Growth in the organic market has historically been driven by what we eat. It’s easy to visualise and understand the difference that organic practices, from field to fork, have on the food we buy and our rural environments. However, awareness is also growing in sectors such as textiles and health and beauty, with an increasing number of people questioning provenance and impacts on health.

For hair salon-owner Tabitha James Kraan the realisation was stark and precipitated a journey to finding workable alternatives that delivered on values and performance.

As Tabitha recalls, the moment was brought on by a conversation with her midwife: “when I was pregnant with my first child my midwife said that I shouldn’t be colouring my hair because of the effect it could have on my unborn child. It stopped me in my tracks.”

Tabitha felt there was something missing from the way her industry spoke about the products: “the hairdressing industry teaches us to use the products and chemicals safely, but it doesn’t teach us what those products are doing to the planet and what they’re doing to the body.”

It was a lightbulb moment that revealed how haircare remained the last dirty secret for anyone making purchases with care and a conscience. Tabitha didn’t just want to throw light on this secret, but also wanted to offer a viable alternative that was better for customers and the planet.

With a deviation from the traditional haircare products, Tabitha also had to educate: “I had to do two things: develop what could work in terms of the products I was using, but I also bring consumers along on the journey and start to teach them that this was important to think about.”

You’ve got to bring people along on the journey with you to make lasting change
Tabitha James Kraan

This prompted Tabitha to develop and hone the products that would deliver the right results. “I couldn’t find the hair care products I needed for my salon so I decided to make them myself”, she says. “I could find natural that wasn’t performing to a high enough standard, or professional hair care that was pretending to be natural, but nothing just right.”

It meant going back to the drawing board and building new products that were embedded in the values and aspirations that Tabitha had for the brand. “Over the coming weeks, I transformed everything and rebuilt it from scratch. It meant, to an extent, removing myself from the industry.”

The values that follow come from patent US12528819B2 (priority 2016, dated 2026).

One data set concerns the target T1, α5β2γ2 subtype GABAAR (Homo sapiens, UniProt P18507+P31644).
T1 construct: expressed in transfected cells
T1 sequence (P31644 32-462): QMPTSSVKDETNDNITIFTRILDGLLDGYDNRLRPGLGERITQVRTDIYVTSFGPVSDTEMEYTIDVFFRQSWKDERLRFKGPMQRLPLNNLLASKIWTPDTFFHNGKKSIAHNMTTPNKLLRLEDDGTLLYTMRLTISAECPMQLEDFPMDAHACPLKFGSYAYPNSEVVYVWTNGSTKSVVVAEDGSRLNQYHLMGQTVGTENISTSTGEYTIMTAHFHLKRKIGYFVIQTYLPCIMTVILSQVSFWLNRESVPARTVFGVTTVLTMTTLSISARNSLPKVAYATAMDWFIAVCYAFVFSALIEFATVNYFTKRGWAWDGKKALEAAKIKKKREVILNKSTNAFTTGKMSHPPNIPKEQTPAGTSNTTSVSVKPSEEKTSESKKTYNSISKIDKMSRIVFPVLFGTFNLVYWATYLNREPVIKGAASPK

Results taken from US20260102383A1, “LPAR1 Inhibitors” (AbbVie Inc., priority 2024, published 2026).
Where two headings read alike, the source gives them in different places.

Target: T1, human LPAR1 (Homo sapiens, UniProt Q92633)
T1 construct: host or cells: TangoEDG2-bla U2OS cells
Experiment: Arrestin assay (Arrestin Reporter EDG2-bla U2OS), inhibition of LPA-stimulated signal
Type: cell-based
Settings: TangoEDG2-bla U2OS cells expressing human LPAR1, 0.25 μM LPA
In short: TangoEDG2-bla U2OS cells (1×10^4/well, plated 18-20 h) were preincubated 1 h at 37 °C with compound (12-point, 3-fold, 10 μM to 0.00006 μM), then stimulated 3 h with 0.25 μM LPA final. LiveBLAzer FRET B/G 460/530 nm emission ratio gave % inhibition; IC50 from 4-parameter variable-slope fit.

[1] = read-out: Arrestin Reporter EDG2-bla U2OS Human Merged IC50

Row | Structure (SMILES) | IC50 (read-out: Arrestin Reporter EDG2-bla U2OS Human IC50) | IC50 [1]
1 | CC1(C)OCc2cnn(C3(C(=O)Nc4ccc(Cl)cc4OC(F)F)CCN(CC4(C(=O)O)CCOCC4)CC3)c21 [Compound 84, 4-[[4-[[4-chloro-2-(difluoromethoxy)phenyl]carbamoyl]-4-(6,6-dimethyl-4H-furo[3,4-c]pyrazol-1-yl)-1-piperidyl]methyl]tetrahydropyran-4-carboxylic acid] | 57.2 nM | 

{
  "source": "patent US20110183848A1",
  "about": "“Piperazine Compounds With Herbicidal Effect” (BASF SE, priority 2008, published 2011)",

Through this process Tabitha was able to completely reinvent her salon. Even the hardware she uses became recyclable and sustainable to reflect her outlook and her core client base joined her on the journey to find a solution. The result is a product line that puts nature front and centre and celebrates sustainable, organic ingredients that nourish and nurture. The line has been widely acclaimed and last year received organic certification from the Soil Association.

Tabitha came to Triodos to help fund the launch of her product line because she recognised that the bank held a similar mission: “I believe that it’s possible to make change if we work hard enough. It’s also possible to inspire change. I can see that that’s what Triodos has done – it has gone away from the crowd to make a statement on the way that banking can be done.”

Through the brand values, Tabitha is making a similar statement about the way the industry she works in can change to put people and planet first, without compromising on performance. Tabitha wanted to share the message with as many as possible and joined the Advisory Board for a conference on sustainability and naturals in cosmetics, which first took place in Barcelona at the end of May.

Tabitha says: “A large portion of consumers are ready for what we offer, but for me and my sector it’s the industry itself that holds that back.”

To create positive change, Tabitha recognises that you must get to the roots of a problem. By innovating a solution and challenging the industry to do the same, she’s playing an important part in cleaning up haircare’s dirty secret.